As remotely controlled operation of retracting the ramp begins, the outer section of the ramp first is raised to an essentially horizontal position before the powered means starts to pull the ramp back into the support structure. If the ramp were to be retracted without being essentially horizontal, the mechanical forces involved in pulling the ramp back would be very high because they would include the forces required to rotate the ramp outer section upward, with very little mechanical leverage. This would necessitate much larger retraction forces and possible damage to the ramp and/or support structure. Therefore, a "two-step" extension process and a related "two-step" retraction process are provided as essential.
The actual application of force to extend the ramp while in a horizontal position and to retract it again while horizontal can be done by any of various force means, such as electrical motor powered gear drive, pneumatic cylinders, hydraulic cylinders, electric motor driven flexible cable, with the ultimate source of power being the vehicle battery.
As explained above, it is very desirable and almost essential to provide a "two-step" operation of first extending the ramp horizontally and then supporting and gently lowering the outer end of the ramp until it rests on the ground or curb, and then reversing the process during ramp retraction by first raising the ramp to a horizontal position and then retracting it horizontally into its support structure by an appropriate force means.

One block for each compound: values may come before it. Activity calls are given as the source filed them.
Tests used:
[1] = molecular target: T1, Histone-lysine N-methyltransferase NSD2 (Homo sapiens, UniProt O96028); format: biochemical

It is pointed out that the subject ramp may be either power or manually operated. However, if the ramp is expected to be operated by a wheelchair occupant, a remote controlled power operated system must be provided. There are a number of alternative methods which may be used to power operate extension and retraction of the ramp. These include, but are not limited to electric motor driven flexible cable systems, rack gear (rigid and flexible) systems, linear guided cable systems, and worm gear/ball nut systems as well as air and hydraulic systems. Presented in this application are two alternative flexible cable systems.
Both methods involve the use of flexible cables which are pulled by an electric motor powered tension and winding mechanism.
The first configuration for raising and lowering the ramp end involves a pivoted leg at the outer end of the ramp, controlled by a cable running along with, and essentially parallel to, the ramp itself. The leg is in contact with the ground while the ramp is lowered and raised and provides the support and force necessary for these operations.